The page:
Easy Dollar Bill Origami by John Montroll This easy-to-follow guide consists of 32 models of favorite figures. Numerous diagrams in dark and light green illustrate the two sides of a bill, and finished models are shown in full color.
Storytime Origami by John Montroll Beginning to advanced folders can bring four classic tales to life with 37 models of characters and scenes from "Goldilocks and the Three Bears," "The Three Little Pigs," "Humpty-Dumpty," and "Cinderella."
Origami Menagerie: 21 Challenging Models by Manuel Sirgo Alvarez Intricate, realistic models of animals and insects — a sea lion, stingray, crocodile, scorpion, others — range in difficulty from intermediate to extremely advanced. More than 2,000 illustrations offer detailed directions.
How to Make Super Pop-Ups by Joan Irvine, Linda Hendry Super pop-ups extend the element of surprise with three-dimensional designs that slide, turn, spring, and snap. More than 30 patterns and 475 illustrations include cards, stage props, and school projects.
Beginning Origami by Vicente Palacios Each of these 85 models features detailed, easy-to-follow diagrams, offering paperfolders of all ages a simple guide to making swans, houses, vases, boats, hats, and other charming figures.
Origami Bugs and Beasts by Manuel Sirgo Álvarez This guide for intermediate to advanced paperfolders uses traditional origami bases as the springboard to incredible results. Diagrams show how to make 30 unusual animals, including jellyfish, grasshoppers, and scorpions.
Dollar Bill Origami by John Montroll Clear instructions, diagrams for creating more than 37 models from paper money. Projects include a boat for beginners, peacocks for those with intermediate-level skills, and an elaborate flower for advanced crafters.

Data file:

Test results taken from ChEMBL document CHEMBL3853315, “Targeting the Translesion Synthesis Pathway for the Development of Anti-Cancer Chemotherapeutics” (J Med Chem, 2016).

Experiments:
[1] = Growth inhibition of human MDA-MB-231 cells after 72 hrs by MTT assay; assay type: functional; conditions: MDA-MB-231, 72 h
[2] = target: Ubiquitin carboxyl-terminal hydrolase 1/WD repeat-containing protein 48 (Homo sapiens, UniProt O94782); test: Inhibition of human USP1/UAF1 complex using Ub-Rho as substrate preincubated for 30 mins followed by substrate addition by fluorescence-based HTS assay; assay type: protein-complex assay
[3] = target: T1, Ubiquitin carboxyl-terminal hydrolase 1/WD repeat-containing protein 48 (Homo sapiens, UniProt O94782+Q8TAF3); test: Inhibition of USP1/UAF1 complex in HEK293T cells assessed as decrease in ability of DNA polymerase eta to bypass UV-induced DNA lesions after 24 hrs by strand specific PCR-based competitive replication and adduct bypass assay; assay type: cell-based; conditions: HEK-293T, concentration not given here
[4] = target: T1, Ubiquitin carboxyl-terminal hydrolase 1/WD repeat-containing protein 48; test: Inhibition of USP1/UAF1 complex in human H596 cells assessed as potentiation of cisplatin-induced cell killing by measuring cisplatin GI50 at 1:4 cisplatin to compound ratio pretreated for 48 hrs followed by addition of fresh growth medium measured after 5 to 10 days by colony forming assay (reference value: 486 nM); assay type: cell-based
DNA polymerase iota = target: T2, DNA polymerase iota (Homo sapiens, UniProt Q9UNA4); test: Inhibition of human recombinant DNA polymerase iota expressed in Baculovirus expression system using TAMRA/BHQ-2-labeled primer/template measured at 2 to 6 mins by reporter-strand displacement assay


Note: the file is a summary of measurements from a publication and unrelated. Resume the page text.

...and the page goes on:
Origami from Around the World by Vicente Palacios Step-by-step diagrams and captions enable paperfolders at all skill levels to create 104 projects: Buddha, Celtic helmet, Persian slippers, Geisha, and other projects with an international flavor. 1,500 black-and-white illustrations.
Bringing Origami to Life by John Montroll 25 fascinating creatures keyed according to difficulty — from an easy-to-do duck and swan to a challenging crocodile, kangaroo, and horse with rider. Includes section on wet-folding for creating more permanent models.
Origami for Beginners by Vicente Palacios Explanatory symbols and detailed illustrations for creating 57 models: from simple caps, cubes, and airplanes to such challenging figures as baskets, gyroscopes, and a vampire bat. For beginners as well as experienced paperfolders.
Origami Step by Step by Robert Harbin Instructions, diagrams for creating a flower, church, squirrel on a log, birds in a nest, a unicorn, full-rigged sailing ship, and more. Over 30 projects for all ages and abilities.
Fascinating Origami: 101 Models by Adolfo Cerceda by Vicente Palacios Delightful treasury of unusual and inventive projects includes step-by-step instructions for creating a camel, rooster, butterfly, bullfighter, magician, an Arab on horseback, scores more.